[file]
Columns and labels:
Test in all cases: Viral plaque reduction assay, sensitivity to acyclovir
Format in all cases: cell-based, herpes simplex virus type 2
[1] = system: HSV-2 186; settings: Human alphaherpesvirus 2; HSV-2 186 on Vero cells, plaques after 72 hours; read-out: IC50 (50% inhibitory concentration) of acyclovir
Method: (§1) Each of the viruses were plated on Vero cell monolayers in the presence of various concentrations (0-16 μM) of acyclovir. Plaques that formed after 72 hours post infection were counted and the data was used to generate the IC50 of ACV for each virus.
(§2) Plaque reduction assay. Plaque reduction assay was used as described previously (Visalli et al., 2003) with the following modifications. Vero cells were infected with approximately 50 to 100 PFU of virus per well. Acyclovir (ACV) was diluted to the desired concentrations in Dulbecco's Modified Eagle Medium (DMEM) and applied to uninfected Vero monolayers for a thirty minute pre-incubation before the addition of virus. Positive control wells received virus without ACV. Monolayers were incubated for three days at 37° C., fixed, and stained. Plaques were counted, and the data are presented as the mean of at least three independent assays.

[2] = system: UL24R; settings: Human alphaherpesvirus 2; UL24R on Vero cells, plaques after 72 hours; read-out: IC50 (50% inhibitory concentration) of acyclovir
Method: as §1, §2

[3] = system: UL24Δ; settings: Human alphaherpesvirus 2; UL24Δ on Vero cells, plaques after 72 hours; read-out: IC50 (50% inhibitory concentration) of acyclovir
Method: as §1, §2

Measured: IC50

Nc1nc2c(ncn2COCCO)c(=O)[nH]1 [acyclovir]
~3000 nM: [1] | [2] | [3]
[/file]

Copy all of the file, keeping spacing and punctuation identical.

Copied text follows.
Columns and labels:
Test in all cases: Viral plaque reduction assay, sensitivity to acyclovir
Format in all cases: cell-based, herpes simplex virus type 2
[1] = system: HSV-2 186; settings: Human alphaherpesvirus 2; HSV-2 186 on Vero cells, plaques after 72 hours; read-out: IC50 (50% inhibitory concentration) of acyclovir
Method: (§1) Each of the viruses were plated on Vero cell monolayers in the presence of various concentrations (0-16 μM) of acyclovir. Plaques that formed after 72 hours post infection were counted and the data was used to generate the IC50 of ACV for each virus.
(§2) Plaque reduction assay. Plaque reduction assay was used as described previously (Visalli et al., 2003) with the following modifications. Vero cells were infected with approximately 50 to 100 PFU of virus per well. Acyclovir (ACV) was diluted to the desired concentrations in Dulbecco's Modified Eagle Medium (DMEM) and applied to uninfected Vero monolayers for a thirty minute pre-incubation before the addition of virus. Positive control wells received virus without ACV. Monolayers were incubated for three days at 37° C., fixed, and stained. Plaques were counted, and the data are presented as the mean of at least three independent assays.

[2] = system: UL24R; settings: Human alphaherpesvirus 2; UL24R on Vero cells, plaques after 72 hours; read-out: IC50 (50% inhibitory concentration) of acyclovir
Method: as §1, §2

[3] = system: UL24Δ; settings: Human alphaherpesvirus 2; UL24Δ on Vero cells, plaques after 72 hours; read-out: IC50 (50% inhibitory concentration) of acyclovir
Method: as §1, §2

Measured: IC50

Nc1nc2c(ncn2COCCO)c(=O)[nH]1 [acyclovir]
~3000 nM: [1] | [2] | [3]